Oskar Kokoschka, Pietà, 1909, Poster for the Internationale Kunstschau Wien, Color lithograph, Museum der Moderne Salzburg, Oskar Kokoschka Fondation/Bildrecht, Wien 2015; Jean Egger, Porträt eines Jünglings, 1927, (Portrait of a young man), Museum der Moderne Salzburg; Siegfried Anzinger, Ohne Titel (Gabriel), 1983, Museum der Moderne Salzburg – Donation Society of Friends of the Museum der Moderne Salzburg; Erich Heckel, Junges Mädchen, 1913, (Young girl), Published in Genius, Munich 1920, Woodcut, Museum der Moderne Salzburg; Hubert Scheibl, Ones, 2011, (Ones), Oil on canvas, Museum der Moderne Salzburg; Markus Lüpertz, Du weißt nicht viel, versetzte die Herzogin, 1981, (You don’t know much, said the Duchess), Bronze, painted, Museum der Moderne Salzburg – on permanent loan from the MAP Collection

Expressionisms

The Collection from Kokoschka to Anzinger

Based on the impressions gained during her first examination of the museum holdings, the new curator for modern art, Beatrice von Bormann, has devised an exhibition about Expressionism. It features paintings, sculptures, drawings, and graphic prints by about eighty artists of the twentieth and twenty-first centuries. The focus is on Austrian and German Expressionism, from the early period before World War I to the Neo‑Expressionism of the 1960s and 1970s, and the Neuen Wilden. In his book La responsabilité de l’artiste: Les avant-gardes entre terreur et raison (1998), the French art historian Jean Clair wrote that Expressionism was the style of the twentieth century. He was referring to paintings in which the painterly gesture itself and the emotional expression of the figures and objects is more important than the exact representation of reality. Franz Marc described this endeavor in 1912 as a “subjective transformation of nature.” The international experiment in form meant that from the outset Expressionism brought together abstract and figurative art in an attempt to portray emotional states. This exhibition of works from 1907 to 2011 tests the validity of Clair’s claim.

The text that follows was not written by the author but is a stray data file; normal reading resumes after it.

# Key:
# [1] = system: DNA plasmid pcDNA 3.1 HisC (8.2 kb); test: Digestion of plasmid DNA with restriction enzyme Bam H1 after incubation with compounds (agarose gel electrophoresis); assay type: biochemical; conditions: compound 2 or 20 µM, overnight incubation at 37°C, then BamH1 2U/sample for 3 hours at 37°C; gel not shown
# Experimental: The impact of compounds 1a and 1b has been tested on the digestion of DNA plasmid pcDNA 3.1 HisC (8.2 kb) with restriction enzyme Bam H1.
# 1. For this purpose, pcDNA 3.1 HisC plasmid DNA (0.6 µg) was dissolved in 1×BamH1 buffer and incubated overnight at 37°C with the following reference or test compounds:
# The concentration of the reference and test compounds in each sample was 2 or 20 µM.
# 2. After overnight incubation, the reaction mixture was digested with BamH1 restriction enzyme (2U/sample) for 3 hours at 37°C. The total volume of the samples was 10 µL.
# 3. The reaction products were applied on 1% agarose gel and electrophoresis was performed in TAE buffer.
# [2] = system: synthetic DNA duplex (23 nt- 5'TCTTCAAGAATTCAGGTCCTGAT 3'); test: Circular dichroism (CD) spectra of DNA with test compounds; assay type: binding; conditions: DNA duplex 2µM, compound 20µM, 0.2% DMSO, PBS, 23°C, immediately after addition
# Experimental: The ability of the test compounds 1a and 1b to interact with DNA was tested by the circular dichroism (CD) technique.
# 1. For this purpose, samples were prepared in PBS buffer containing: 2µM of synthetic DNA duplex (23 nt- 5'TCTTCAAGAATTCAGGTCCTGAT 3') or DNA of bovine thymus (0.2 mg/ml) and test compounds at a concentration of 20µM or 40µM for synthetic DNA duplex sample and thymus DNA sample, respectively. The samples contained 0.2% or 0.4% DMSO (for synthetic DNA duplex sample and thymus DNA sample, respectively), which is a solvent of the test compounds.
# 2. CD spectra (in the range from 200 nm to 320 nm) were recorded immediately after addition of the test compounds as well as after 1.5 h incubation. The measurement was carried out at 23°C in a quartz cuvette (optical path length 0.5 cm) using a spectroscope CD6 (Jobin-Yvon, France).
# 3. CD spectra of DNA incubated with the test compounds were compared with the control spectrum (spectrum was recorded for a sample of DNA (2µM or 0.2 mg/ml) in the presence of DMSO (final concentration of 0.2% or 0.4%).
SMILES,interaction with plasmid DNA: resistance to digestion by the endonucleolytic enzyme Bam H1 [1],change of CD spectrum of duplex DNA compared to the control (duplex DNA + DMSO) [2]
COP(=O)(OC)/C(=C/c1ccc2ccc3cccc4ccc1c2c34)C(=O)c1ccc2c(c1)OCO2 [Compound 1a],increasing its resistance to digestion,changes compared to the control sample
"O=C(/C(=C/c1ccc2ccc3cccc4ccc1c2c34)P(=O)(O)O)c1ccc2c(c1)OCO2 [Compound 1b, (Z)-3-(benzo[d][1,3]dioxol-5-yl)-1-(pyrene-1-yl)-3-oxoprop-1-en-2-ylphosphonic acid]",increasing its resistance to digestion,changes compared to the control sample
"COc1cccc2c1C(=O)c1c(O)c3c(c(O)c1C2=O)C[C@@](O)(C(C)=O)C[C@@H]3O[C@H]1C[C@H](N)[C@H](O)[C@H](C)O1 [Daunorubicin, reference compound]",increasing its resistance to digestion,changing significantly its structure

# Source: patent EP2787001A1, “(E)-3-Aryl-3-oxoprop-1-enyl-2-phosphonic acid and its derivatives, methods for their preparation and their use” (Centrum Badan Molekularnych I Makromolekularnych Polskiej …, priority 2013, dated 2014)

The Museum der Moderne Salzburg owns outstanding works from the early Expressionist period by Richard Gerstl, Oskar Kokoschka, Ernst Ludwig Kirchner, and Emil Nolde, as well as representative works by Neo-Expressionists such as Markus Lüpertz and Georg Baselitz, and the Neue Wilden such as Siegfried Anzinger, Erwin Bohatsch, and Gunter Damisch. The specifically Austrian version of Expressive Realism is represented by artists such as Georg Eisler, Alfred Hrdlicka, Rudolf Kortokraks, and Karl Stark. Several works are being shown for the first time, including two donations.

Curator
Beatrice von Bormann, Head of Collection
Curatorial Assistant
Barbara Herzog
Museum der Moderne Salzburg

Graphic design © Petra Gradischnig


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